How many elders should a church have? The answer is: a plurality. The Bible never envisioned one pastor over a congregation. This is always dangerous and has led to some pastors becoming dictatorial over the congregants. Whenever the Bible speaks of a local church and its elders, it is always a plurality of elders, not a singular elder over many (Acts 14:23; 20:17; Phil. 1:1; Titus


Types of Elders

What are the different types of elders? There are two types of elders according to 1 Timothy 5:17. There should be a plurality of ruling elders, and within that group, a plurality of teaching elders as well. Paul writes that both ruling and teaching elders are to receive financial remuneration, especially the teaching elders.


The Duties of the Elder

  • First, they are to rule, which is emphasized by the title of elder (1 Tim. 3:4–5; 5:17; 1 Thes. 5:12).
  • They are to oversee. (1 Tim. 3:1; 5:1–3).
  • Thirdly, they are to feed the flock. (Acts 20:28; 1 Pet. 5:2).
  • They are to guard right doctrine. (Titus 1:9; Acts 15:1–6; 15:22–29; 16:4; Heb. 13:17).
  • They are to anoint the sick, if called upon by a sick believer. If the sick believer knows that his sickness is due to a specific sin, then he is to call for the elders of the church, who are to anoint him (Jas. 5:14–15).
  • They are to supervise financial matters (Acts 11:27–30).



There are two main passages in the New Testament that detail the qualifications of an elder.


1 Timothy 3:1–7 and Titus 1:6–9

If one puts the passages of Titus and Timothy together, an elder has quite a number of qualifications, and it is very important that no one is appointed to the office of an elder unless he meets all of these qualifications. The problem is with people who were put into that office who have never met these particular qualifications.

Here are the qualifications:

  • He must desire this position. He must not be pushed into it.
  • He must be above who is above reproach.
  • He must be the husband of one wife, or “a one woman man.” This text could be understood in two ways therefore each local church must make its own decision about what it feels this passage means, and then consistently function accordingly and not make exceptions to the rule depending on each case. It is when a church acts inconsistently on this matter that bad feelings arise.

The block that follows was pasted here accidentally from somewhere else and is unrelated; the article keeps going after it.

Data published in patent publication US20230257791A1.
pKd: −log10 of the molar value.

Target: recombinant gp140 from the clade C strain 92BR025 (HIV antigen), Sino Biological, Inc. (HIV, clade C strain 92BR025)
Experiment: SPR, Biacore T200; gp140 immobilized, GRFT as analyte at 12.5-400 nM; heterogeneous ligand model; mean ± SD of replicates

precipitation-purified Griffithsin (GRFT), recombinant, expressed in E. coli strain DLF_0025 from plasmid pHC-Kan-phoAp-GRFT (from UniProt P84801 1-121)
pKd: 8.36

• He must be temperate, mentally alert and able to make sound judgments.
  • He must be prudent, of sound mind, have self-control, and not be impulsive.
  • He must behave well and have a well-ordered life.
  • He must be hospitable and exercise a love of strangers, a love of hospitality to people in general, not only to those close to him.
  • He should be able to teach. This does not necessarily require the gift of teaching, but he should have a minimum amount of ability to teach.
  • He is not to be addicted to wine.
  • He must not be given to physical violence.
  • He should be gentle and patient.
  • He should not be contentious.
  • He should not be a lover of money;
  • He should be able to rule his own house. The fact that the children are in subjection shows that the person has exercised discipline over his children.
  • He must not be a new believer but spiritually mature.
  • He must have a good reputation with those outside the church. They may not respect his beliefs, but they should respect his conduct and his way of life.

If one puts the passages of Titus and Timothy together, an elder has quite a number of qualifications, and it is very important that no one is appointed to the office of an elder unless he meets all of these qualifications. The problem is with people who were put into that office who have never met these particular qualifications.



What will be the rewards of the elders if they fulfill their roles in the biblical way? According to 1 Peter 5:4, those who do fulfill their roles in a biblical way will receive as their reward one of the five crowns of Scripture: the crown of glory.


Limitations of Elder Authority

The authority given to elders is in matters dealing with the local church. It is the elders who make decisions concerning which missionaries or mission boards they will support, what is going to be taught in various Sunday School classes, what is going to be the series of messages in the Sunday morning service, how the morning worship service is going to be conducted, when and how communion is going to be served, among other things. However, they have no authority in a believer’s personal spiritual life. An elder cannot tell one whom to marry or not to marry, where to work or not to work. The elder’s authority ceases outside the local church.


To get the free Local Church, manuscript #106, by Dr. Arnold Fruchtenbaum, please click here. Topics covered in this manuscript also include the Sabbath and Sunday, and the Role of Women in the Church.


Click here for the complete teaching: Leadership in the Local Messianic Congregation